8 – Virtual Boy
We almost didn’t include the poor Virtual Boy in this list, but it is, in fact, a thing that existed, and so it must be ranked. And of course it’s in last place. Oh Virtual Boy, we don’t know if you were too far ahead of your time or too behind, but whatever you were, you just didn’t land. The Virtual Boy had such an unsuccessful run that you’d be hard-pressed to find someone who has even played one in real life. But what we know is this — it’s 2019, and VR games still have a long way to go. So, the prospect of playing whatever the heck Virtual Boy was back in its day just doesn’t sound terribly appealing. Oh Virtual Boy, may you rest in peace.
7 – Wii
The Wii was, in many ways, Nintendo at its highest and lowest. Led by a thirst for incredible innovation, the Wii wowed us all when it launched, and we couldn’t stop imagining the incredible potential it had to revolutionize gaming as we knew it (the console’s pre-release codename, even, was Revolution). And while the Wii pumped out some great hits, it wasn’t long before it was consigned to a much more dreadful role — a gimmick console that couldn’t keep up with the competition.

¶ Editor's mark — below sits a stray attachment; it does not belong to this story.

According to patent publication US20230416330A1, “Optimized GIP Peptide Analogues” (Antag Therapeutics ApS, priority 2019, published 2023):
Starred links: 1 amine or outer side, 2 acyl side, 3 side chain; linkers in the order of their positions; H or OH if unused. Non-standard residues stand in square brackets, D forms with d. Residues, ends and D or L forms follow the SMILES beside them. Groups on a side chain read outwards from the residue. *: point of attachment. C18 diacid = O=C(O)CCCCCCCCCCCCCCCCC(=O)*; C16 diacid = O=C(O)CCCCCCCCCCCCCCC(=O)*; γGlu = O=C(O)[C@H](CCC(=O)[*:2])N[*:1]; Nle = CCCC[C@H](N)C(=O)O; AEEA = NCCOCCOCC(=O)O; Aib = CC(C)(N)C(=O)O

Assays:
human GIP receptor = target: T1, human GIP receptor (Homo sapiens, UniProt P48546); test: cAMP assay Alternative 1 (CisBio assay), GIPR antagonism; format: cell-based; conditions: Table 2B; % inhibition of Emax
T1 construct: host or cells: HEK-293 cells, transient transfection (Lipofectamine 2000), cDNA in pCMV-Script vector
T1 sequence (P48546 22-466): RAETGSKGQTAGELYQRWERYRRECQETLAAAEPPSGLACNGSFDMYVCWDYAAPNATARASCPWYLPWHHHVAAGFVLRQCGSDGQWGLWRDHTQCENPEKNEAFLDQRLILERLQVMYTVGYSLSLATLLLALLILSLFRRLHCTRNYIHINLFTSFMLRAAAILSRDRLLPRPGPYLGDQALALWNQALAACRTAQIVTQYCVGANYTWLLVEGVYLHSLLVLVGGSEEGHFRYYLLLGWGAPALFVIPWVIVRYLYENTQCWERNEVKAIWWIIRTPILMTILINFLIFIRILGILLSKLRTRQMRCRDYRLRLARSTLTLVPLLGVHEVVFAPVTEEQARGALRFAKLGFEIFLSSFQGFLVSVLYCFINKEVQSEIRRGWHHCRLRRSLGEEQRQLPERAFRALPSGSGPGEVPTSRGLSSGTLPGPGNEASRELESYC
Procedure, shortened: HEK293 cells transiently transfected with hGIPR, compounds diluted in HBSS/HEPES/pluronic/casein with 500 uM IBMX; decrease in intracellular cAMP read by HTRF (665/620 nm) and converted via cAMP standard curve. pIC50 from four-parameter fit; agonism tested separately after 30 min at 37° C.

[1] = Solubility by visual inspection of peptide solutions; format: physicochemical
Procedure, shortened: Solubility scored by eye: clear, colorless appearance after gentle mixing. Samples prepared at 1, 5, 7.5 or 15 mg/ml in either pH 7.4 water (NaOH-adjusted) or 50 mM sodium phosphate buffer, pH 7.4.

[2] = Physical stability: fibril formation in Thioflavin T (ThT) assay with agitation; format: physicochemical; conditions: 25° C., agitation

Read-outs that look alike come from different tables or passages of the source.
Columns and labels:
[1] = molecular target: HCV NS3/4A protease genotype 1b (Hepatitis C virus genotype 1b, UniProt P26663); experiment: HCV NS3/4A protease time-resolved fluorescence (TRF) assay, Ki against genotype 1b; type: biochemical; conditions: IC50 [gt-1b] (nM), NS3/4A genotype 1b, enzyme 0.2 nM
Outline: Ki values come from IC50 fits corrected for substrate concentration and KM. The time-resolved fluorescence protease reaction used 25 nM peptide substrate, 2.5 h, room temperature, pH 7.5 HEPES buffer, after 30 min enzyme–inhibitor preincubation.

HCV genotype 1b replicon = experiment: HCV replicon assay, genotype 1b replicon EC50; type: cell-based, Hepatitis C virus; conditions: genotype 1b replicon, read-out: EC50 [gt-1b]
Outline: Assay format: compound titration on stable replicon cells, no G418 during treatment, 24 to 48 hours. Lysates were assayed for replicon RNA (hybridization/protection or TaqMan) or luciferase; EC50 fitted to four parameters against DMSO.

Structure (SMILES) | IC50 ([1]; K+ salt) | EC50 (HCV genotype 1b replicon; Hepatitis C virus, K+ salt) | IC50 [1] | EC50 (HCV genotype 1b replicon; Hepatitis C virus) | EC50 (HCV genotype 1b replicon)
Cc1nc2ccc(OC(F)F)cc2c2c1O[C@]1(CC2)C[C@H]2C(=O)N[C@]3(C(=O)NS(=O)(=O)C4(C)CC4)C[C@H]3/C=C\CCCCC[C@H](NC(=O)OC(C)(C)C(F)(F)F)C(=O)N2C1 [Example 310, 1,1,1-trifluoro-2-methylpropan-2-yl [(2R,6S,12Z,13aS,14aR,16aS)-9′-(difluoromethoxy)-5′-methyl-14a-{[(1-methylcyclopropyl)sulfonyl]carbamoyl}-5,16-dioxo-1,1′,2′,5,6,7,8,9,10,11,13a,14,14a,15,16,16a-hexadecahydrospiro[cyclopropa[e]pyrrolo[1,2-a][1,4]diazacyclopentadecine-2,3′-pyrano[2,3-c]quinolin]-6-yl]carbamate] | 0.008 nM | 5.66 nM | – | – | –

Nintendo had some amazing hits with the Wii, such as the Mario Galaxy games and Metroid Prime 3, but when all was said and done, it ended up being a system chock-full of shovelware designed to appeal to little kids and their oblivious parents. Even the Nintendo flagship franchises hit their lows during the Wii era. Skyward Sword is considered to be one of the weaker Zelda titles, as well as Super Smash Brothers Brawl.